Sunday, November 17, 2013

Veiled thoughts


Malalai by Lana Slezic

 Lana Šlezić iconic 2004 photo of Lt.-Col. Malali Kakar, then the high­est rank­ing woman in the Afghan police force. In 2008, she was assasinated by the Taliban



I have mixed emotions about the veil. While I think every woman has a right to choose what she wears yet I am extremely uncomfortable around the niqab and burqua. I find them restrictive and misogynistic. I also can't decide if wearing them is a religious or political statement. Perhaps both.

So while I try to come to a decision, I keep reading. Here are some of the articles and books I have come across.


I must give special mention to Ayaan Hirsi Ali. This brilliant writer from Somali has written several books about leaving her homeland and Islam. She is living under 24-hour security because of death threats against her for speaking out:

"On the other hand, we were faced with Islam as an international political movement, whereby symbols like the minaret and the burqa, the beard — all of these can be seen as slogans or political symbols."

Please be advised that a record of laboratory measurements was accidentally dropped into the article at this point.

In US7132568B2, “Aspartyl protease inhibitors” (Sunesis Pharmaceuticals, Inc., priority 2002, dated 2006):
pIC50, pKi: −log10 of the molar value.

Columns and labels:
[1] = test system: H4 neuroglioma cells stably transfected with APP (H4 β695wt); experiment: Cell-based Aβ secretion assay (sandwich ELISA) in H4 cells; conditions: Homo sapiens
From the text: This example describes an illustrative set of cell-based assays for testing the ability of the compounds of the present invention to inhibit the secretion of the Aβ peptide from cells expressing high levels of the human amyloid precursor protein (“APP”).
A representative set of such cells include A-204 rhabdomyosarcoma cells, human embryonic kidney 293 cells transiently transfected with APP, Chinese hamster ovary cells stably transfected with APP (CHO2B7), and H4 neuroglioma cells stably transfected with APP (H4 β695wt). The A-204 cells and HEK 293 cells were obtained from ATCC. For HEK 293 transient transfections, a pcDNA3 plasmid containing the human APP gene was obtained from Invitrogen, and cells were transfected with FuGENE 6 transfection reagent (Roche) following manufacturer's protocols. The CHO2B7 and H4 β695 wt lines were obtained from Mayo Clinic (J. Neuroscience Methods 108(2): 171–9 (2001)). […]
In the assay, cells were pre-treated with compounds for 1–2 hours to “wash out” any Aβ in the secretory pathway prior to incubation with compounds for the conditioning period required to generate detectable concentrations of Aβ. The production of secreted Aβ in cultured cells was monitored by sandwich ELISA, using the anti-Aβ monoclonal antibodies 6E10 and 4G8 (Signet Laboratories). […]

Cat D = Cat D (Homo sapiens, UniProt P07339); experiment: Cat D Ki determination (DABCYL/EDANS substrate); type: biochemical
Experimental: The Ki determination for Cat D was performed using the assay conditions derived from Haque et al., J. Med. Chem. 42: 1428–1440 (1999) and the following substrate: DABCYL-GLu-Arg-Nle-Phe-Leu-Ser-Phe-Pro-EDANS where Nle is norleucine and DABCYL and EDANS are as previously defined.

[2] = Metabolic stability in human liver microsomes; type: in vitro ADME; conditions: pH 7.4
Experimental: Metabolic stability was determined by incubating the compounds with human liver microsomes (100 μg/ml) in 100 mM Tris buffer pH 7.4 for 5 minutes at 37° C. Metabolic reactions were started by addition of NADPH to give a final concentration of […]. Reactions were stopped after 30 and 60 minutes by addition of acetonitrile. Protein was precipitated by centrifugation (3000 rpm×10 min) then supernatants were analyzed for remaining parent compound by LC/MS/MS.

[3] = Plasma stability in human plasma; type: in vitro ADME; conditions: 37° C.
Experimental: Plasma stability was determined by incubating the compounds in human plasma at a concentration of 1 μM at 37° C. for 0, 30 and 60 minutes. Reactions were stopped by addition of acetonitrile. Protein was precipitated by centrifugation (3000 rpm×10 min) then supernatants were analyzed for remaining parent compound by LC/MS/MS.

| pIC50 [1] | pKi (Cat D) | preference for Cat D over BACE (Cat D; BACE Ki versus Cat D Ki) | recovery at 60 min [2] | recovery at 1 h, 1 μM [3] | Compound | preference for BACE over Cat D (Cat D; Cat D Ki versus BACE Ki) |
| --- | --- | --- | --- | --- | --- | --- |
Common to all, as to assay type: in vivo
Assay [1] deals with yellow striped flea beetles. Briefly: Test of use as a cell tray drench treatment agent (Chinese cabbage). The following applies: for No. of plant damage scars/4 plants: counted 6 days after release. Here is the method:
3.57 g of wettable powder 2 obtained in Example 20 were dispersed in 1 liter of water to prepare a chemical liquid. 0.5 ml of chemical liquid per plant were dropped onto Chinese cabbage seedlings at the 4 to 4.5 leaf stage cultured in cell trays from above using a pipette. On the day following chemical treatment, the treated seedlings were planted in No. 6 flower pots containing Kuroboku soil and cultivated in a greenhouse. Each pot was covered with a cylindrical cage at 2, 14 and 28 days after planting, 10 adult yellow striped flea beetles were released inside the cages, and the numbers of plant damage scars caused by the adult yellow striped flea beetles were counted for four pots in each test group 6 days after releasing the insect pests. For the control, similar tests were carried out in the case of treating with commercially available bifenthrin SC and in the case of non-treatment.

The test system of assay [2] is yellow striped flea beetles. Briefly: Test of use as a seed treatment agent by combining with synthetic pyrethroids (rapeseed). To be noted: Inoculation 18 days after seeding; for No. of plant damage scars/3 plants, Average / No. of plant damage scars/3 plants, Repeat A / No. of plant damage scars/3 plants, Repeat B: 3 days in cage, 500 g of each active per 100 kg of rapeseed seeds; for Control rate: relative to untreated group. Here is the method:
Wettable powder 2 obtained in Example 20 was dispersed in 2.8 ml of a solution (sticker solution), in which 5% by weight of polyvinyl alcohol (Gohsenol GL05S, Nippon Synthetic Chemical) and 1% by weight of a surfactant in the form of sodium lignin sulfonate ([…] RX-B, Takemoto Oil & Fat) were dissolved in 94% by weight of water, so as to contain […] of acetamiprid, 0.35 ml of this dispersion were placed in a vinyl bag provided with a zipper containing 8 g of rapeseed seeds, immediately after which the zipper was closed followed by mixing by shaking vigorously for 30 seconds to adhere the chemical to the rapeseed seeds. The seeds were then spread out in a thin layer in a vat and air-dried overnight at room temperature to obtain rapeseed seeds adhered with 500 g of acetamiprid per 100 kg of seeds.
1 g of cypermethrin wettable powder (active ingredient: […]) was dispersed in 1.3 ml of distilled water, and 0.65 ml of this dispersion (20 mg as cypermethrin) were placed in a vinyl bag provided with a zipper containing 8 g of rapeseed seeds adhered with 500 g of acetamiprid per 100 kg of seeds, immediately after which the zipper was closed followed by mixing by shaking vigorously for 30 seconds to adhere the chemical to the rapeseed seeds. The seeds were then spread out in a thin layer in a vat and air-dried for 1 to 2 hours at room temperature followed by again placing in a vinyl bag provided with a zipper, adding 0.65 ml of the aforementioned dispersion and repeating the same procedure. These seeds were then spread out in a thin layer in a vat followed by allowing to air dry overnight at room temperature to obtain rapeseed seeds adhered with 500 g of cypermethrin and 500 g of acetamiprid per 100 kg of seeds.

From her stunningly brave and honest book: Nomad: From Islam to America: A Personal Journey Through the Clash of Civilizations  “The veil deliberately marks women as private and restricted property, nonpersons. The veil sets women apart from men and apart from the world; it restrains them, confines them, grooms them for docility. A mind can be cramped just as a body may be, and a Muslim veil blinkers both your vision and your destiny. It is the mark of a kind of apartheid, not the domination of a race but of a sex.”

From her first book Infidel: “Wishful thinking about the peaceful tolerance of Islam cannot interpret away this reality: hands are still cut off, women still stoned and enslaved, just as the Prophet Muhammad decided centuries ago.”  
How is the world reacting to the hijab and burka:
  • England: wants to pass law forbidding in court. 
  • Italy, Belgium, France have all banned all ban the public use of face-covering niqabs and full-body burqas.  
  • Germany has banned them for teachers and is about to pass a law for all government agencies. 
  • Tunisia and Tuekt Australia just passed a law that the veil must be lifted to confirm identity when requested by police. 
  • In Canada it's illegal during the swearing in of new citizens. It may be illegal in Quebec.

What do you think of the hijab and burka?